More than one hundred years ago, French literary master Marcel Proust described his fictionalized-self dipping a madeleine cake into his tea. Melancholic and worn-out by the repetitiveness of his life, Proust took a bite and suddenly his senses were jounced and he was transported back to his childhood. And from these crystalline memories, induced by a single pastry, the framework for a seven-volume novel (4,215 pages) was conceived, which inevitably would become Proust’s masterpiece: Remembrance of Things Past.
This command of food over memory has been pondered for as long as words have been written. But what is it about our olfactory system that drags us back to the kitchens of yesteryear? Rather than get scientific about it, we decided to ask some of Long Island’s most prestigious chefs to recollect how food relates to their memories. Chefs Nino Antuzzi, Tom Schaudel and Todd Jacobs unraveled a myriad of tales like a teenage trip to Chinatown, oral sex as a final meal and a tuna sausage that even a dog would scoff at.
Restaurants: Café Red, Osteria da Nino, Red, Sapsuckers
What’s the most memorable meal from your childhood?
I was 13 years old and it was in Sardinia, Italy. When I used to play soccer I would come home starving and all there was available was Pecorino cheese, tomatoes and grapes. It was delicious. There’s no words to describe this feeling. It is a feeling that is only in someone’s body. The blood has to flow. The senses come alive. The combination of the sharpness of the Pecorino cheese and the sweetness and the tartness of the tomato and the sweetness of those grapes. If I eat it now…it just sends me back. [Sighs] We all live in our memories. And now I’m remembering when I was a schoolboy…my mother used to make this chicken with green peppers: Pollo alla Romana. She would be working in the kitchen early in the morning and all day. And when we came back from school there’d be those aromas. [Takes a deep breath] Ooooh, those peppers. I can smell it all right now. And I can see my mother, too.
What would be your last supper?
[Laughs] You don’t want to hear this. [Laughs]. You promise me that you’re not going to record this. [Laughs] You see, I’m like Anthony Bourdain like when he goes to Africa and he eats something like shit from a cow. I’ve eaten everything. So I said to my girlfriend, recently, my last meal is going to be you. I’m going to start biting. And I’m going to start right between your legs. But I’m not going to eat your brains because I want you to remember what I did to you. Just like that. [Laughs] And if I do this to her it’s only because I love her and I love life.
Restaurants: Jewel, ALure, Petulant Wino, Be-Ju, aMano
What’s the first meal you remember eating?
Dinner at my grandma’s house. I was three and there was this roast pork with apples, fresh carrots and spinach. She was such a great cook. And when you have something that pure and fresh it sets the bar for your palate. [Pauses] But I can still hear that hand grinder she used to grind the spinach. I can see the fresh carrots being peeled and cut. That rack of pork being oiled and salted and peppered going into the oven with that little light there. And the sense of smell is probably the most privileged in the body. It’s almost like a photograph. When I smell a lilac tree I go right back to my childhood home in Carle Place. When I smell roast pork I’m right back in my grandma’s kitchen.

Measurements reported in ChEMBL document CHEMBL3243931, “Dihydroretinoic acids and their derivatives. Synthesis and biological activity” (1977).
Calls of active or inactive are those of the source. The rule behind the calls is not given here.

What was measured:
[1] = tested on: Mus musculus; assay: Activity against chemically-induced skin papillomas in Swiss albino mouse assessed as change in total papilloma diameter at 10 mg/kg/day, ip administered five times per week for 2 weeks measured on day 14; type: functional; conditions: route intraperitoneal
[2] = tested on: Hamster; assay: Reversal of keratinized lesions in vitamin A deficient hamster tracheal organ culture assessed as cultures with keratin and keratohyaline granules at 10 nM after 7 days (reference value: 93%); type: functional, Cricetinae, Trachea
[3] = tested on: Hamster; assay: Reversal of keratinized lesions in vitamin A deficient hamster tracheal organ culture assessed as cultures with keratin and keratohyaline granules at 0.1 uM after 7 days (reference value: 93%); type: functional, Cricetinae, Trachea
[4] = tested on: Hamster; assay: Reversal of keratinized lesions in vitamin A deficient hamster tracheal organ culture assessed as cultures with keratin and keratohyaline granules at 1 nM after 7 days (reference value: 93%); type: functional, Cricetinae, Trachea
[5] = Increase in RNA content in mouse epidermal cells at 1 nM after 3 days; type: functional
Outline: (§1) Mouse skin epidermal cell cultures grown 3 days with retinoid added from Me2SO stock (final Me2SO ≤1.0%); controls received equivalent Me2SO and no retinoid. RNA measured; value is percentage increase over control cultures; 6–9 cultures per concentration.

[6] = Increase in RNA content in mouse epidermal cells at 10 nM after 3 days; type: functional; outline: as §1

Are there any failures that you can laugh about now?
Well, I’ve made things that I thought were fabulous and they have sold like shit. Anyone can talk about their successes but it’s the bombs that are funny. I did this banana guava ketchup for a mahi mahi dish and it turned out to be a complete disaster according to everyone else. I did a tuna sausage once that a friend said he wouldn’t serve to a dog. [Laughs] But you have to laugh about it. We are not saving lives here. It’s just food. Listen if you blow a meal, who cares? I’ve blown thousands and I get paid to do this. Just relax, you will have another one in six hours.
Restaurant: Fresh Hamptons
Can you recall when something you ate had an impact on your life?
I was about 13. I took a trip to Chinatown with my best friend and his family and tasted vegetables for the first time. My mom hates when I tell this story. [Laughs] But I grew up on those blocks of frozen Bird’s Eye vegetables. I mean, I used to gag on string beans. I remember coming home and saying to my mom, “Vegetables are amazing. What are you doing to them?” I started cooking pretty much right after that because my mom was like, “I work and take care of the house. You want fresh vegetables, then make them yourself.”
Is there a defining moment for you as a chef?
It was when this old Frenchman, a maître d, said to me, “Why do you do this? You don’t get paid any extra to run around and collect fresh, local vegetables. How does it benefit you?” So I said to him one of my best childhood memories is of my grandmother. She was born in 1897 and grew up on a farm in West Virginia. She used to tell me about how to milk a cow, and how they had to churn butter and there was no refrigeration. They had an iceman that delivered a block of ice. All these great stories. And I thought it was so interesting. But then I thought: What am I going to be telling my grandchildren? That I remember when they use to grow food in the ground? It was just horrifying. I’m going to do whatever I can to make sure that doesn’t happen. I’m going to make sure my kitchen comes alive with the freshest ingredients available.